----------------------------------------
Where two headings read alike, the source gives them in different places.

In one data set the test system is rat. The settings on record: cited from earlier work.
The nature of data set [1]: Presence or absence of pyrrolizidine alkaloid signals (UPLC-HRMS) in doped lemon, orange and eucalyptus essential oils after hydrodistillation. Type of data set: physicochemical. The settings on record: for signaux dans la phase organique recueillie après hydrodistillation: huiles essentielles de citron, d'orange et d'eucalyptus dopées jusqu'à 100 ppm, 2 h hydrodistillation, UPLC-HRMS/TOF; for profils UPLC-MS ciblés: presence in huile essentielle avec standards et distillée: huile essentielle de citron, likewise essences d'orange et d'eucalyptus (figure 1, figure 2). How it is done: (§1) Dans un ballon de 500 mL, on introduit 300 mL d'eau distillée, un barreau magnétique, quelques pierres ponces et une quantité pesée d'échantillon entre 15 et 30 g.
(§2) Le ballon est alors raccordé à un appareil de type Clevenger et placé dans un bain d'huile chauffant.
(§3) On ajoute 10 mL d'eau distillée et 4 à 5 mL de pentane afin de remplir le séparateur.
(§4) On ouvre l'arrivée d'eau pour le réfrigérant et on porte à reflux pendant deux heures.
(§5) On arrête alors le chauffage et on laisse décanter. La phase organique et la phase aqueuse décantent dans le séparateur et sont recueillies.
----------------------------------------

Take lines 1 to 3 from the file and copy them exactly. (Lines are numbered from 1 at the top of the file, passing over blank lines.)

Where two headings read alike, the source gives them in different places.

In one data set the test system is rat. The settings on record: cited from earlier work.
The nature of data set [1]: Presence or absence of pyrrolizidine alkaloid signals (UPLC-HRMS) in doped lemon, orange and eucalyptus essential oils after hydrodistillation. Type of data set: physicochemical. The settings on record: for signaux dans la phase organique recueillie après hydrodistillation: huiles essentielles de citron, d'orange et d'eucalyptus dopées jusqu'à 100 ppm, 2 h hydrodistillation, UPLC-HRMS/TOF; for profils UPLC-MS ciblés: presence in huile essentielle avec standards et distillée: huile essentielle de citron, likewise essences d'orange et d'eucalyptus (figure 1, figure 2). How it is done: (§1) Dans un ballon de 500 mL, on introduit 300 mL d'eau distillée, un barreau magnétique, quelques pierres ponces et une quantité pesée d'échantillon entre 15 et 30 g.